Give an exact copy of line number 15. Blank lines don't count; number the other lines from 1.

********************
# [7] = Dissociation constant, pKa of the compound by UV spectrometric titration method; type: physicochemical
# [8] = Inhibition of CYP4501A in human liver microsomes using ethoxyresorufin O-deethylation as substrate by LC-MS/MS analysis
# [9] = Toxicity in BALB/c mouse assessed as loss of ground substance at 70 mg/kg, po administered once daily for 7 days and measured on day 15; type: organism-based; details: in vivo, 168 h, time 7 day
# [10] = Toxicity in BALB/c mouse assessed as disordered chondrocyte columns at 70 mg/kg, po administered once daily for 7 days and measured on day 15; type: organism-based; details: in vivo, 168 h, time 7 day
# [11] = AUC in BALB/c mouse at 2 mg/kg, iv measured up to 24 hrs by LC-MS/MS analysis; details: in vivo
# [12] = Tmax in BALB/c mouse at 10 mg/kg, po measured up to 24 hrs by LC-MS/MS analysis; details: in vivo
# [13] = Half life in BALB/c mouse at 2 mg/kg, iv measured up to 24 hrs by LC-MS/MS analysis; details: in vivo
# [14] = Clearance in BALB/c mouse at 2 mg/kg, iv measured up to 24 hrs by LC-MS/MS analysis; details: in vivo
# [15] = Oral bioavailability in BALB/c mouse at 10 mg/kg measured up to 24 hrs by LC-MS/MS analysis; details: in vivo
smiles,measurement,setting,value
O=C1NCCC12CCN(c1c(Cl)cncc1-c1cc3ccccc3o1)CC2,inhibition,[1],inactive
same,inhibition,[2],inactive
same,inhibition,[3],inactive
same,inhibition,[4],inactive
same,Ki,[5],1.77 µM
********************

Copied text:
same,Ki,[5],1.77 µM